In the first section, as Natali
Moira Russell
Jun 24, 2013 rated it really liked it  ·  review of another edition
PATHETICALLY EXCITED to have this on the Kindle, I have a tattered old paperback with this cover:
Feb 05, 2020 rated it really liked it  ·  review of another edition
The opening chapter of Hangsaman is a confidence trick. (Also something that could be said of the book as a whole.) I wondered, at first, whether it was really for me. It seems to be offering a portrait of a middle-class American family in typical 1950s suburbia. The protagonist is their 17-year-old daughter, Natalie, and the lengthy scene depicts the Waites preparing for a garden party. While beautifully written, it contains little to intrigue other than Natalie's internal flights of fancy, the ...more
Lee Foust
Feb 18, 2017 rated it it was amazing  ·  review of another edition
Shelves: favorites
It occurred to me, back in October, that I probably read a lot more male authors than female--not because--at least I hope not because--I'm sexist, but because my culture is and one is nothing if not a product of many crosscurrents of life--culture, family, language, education, etc. etc. So, thanks to Goodreads I was able to chart just exactly how gender-skewed my reading is: 2012: 3/18, 2013: 11/45, 2014: 9/26, 2015: 8/41. Even by consciously choosing those books by females on my to-read shelf ...more
I've loved several of Shirley Jackson's other books but this time the magic spell didn't work on me, and when a spell fails, one is left with little to do but gawk at the occult paraphernalia involved in its casting, which are bound to ultimately seem at once baffling and quaint.

Some of Jackson's other books are expertly engineered spell-casting machines, the parameters of every pentacle chosen for optimal potency, no sigil lacking even the smallest significant curlicue. This one is more of a Ru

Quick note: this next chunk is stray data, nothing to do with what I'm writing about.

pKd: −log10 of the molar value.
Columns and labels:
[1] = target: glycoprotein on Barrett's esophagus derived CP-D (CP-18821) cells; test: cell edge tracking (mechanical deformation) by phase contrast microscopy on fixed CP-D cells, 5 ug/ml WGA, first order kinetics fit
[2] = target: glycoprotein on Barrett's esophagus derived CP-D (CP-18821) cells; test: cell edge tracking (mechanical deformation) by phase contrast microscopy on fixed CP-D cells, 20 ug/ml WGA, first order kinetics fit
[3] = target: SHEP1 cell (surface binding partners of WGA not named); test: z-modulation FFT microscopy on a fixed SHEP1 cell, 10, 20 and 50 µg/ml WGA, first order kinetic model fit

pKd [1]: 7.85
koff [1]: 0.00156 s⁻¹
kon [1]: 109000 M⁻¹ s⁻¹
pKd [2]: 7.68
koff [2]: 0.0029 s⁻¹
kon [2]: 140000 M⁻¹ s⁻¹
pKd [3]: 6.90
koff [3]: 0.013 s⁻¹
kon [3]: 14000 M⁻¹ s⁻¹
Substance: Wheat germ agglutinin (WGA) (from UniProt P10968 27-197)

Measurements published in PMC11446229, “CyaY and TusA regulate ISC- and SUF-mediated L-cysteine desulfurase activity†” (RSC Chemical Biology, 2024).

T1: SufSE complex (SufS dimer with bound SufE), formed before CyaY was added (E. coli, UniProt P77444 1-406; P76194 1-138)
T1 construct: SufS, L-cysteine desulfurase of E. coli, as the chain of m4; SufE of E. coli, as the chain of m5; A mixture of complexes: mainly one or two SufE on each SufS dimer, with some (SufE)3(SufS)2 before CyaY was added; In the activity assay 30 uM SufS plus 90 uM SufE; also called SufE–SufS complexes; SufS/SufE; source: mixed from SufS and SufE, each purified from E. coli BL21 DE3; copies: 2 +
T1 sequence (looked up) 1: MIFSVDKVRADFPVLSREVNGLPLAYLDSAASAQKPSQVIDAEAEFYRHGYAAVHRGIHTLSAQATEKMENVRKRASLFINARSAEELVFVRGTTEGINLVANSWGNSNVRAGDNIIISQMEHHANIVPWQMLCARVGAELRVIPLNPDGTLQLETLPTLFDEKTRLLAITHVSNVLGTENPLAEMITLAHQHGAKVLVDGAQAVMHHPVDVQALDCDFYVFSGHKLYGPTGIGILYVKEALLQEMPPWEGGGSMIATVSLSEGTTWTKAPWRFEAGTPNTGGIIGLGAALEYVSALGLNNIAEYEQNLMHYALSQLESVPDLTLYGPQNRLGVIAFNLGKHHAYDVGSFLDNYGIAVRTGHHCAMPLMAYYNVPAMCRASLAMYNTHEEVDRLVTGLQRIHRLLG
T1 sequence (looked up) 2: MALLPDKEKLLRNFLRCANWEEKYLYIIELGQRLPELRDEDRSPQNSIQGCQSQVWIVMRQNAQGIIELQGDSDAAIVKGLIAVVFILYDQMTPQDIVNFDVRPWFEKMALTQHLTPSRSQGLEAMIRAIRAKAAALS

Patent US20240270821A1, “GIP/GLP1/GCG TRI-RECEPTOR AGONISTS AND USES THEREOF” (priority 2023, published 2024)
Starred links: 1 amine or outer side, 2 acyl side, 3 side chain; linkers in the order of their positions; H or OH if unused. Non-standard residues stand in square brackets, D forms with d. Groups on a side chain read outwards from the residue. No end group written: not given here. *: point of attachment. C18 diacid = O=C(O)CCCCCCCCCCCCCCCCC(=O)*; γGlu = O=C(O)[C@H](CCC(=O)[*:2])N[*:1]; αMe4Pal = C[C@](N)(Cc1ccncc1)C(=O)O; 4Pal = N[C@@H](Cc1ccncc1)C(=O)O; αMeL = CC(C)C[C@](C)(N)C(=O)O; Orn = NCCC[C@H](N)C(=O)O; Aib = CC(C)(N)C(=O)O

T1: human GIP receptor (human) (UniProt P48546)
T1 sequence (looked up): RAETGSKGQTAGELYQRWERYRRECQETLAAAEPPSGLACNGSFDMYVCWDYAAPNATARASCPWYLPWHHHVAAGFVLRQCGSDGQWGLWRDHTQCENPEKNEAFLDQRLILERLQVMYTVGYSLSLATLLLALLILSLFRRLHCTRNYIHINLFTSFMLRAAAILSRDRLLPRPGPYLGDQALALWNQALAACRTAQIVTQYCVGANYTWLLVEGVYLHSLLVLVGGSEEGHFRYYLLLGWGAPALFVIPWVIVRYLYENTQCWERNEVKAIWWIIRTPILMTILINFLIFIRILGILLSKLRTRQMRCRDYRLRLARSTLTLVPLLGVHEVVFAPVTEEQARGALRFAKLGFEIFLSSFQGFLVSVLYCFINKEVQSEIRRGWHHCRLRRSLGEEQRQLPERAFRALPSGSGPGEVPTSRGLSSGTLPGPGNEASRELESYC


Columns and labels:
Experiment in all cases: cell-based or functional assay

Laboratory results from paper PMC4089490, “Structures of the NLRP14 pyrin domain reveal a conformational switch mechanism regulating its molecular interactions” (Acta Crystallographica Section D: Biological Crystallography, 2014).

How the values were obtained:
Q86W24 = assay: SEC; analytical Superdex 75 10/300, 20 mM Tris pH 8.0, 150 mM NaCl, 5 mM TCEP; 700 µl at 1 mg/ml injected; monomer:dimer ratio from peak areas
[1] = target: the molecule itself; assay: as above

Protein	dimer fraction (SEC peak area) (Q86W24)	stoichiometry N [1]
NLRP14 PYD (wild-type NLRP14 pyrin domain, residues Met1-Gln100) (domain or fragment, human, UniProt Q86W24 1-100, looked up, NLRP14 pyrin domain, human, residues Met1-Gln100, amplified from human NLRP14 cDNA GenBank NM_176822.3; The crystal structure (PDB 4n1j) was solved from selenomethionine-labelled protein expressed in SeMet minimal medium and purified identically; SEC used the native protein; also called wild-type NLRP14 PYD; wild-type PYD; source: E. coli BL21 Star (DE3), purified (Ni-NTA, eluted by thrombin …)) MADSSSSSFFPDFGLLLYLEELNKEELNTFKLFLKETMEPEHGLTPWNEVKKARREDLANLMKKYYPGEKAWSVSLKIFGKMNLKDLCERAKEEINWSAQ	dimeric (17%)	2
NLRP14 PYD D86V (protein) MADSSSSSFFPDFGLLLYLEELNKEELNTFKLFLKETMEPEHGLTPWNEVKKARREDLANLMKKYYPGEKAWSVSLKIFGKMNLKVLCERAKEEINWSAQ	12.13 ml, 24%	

Anna Luce
★★★★✰ 4 stars

“Dearest dearest darling most important dearest darling Natalie—this is me talking, your own priceless own Natalie.”

Alice in Wonderland meets The Bell Jar in Jackson's much overlooked Hangsaman.
The first time I read this I felt confused. Although Jackson demonstrates her usual sharp humour and rhythmic writing style, the story seemed far less structured than her other novels.
A second reading however made me much more appreciative of this weird anti-bildungsroman. What I previously
“I wish I were the only person in all the world, Natalie thought, with a poignant longing, thinking then that perhaps she was, after all.”

Shirley Jackson always takes you to a place where you don’t know what is real and what isn’t. In this one, she really goes out there. WAY out there. Deep into a dark forest, as a matter of fact, where I was so confused I still have no idea what was going on.

I was reminded of the Winchester Mystery House. It’s known for stairways that lead to nowhere and doors
Edit: This was not a an actual review, but a very emotional and troubled response to what was an experience rather than a proper reading. I felt this book viscerally more than just read it. I wish I'd kept at distance from it so I could have appreciated it more. I've read a couple of reviews that made me appreciate it better, and I'm thankful for that. My perspective on it is definitely skewed, so you really shouldn't base your decision on it to decide whether you should read this novel or no ...more
Fiona MacDonald
Mar 30, 2017 rated it really liked it
Shelves: library-books
Enjoyable, weird, eerie, creepy, disjointed, dreamlike, fantastical. No more words.
Look, just know that this book is weird. It switches from first to third person sometimes too. And then you honestly don't know what's real or not real so you feel very confused at times. And you also may end up not liking anyone (I know I didn't) but may come away feeling sorry for Natalie (I did) and then just confused again. Just go read Moonlight Reader's REVIEW of this book since it will make way more sense than my mutterings about things below.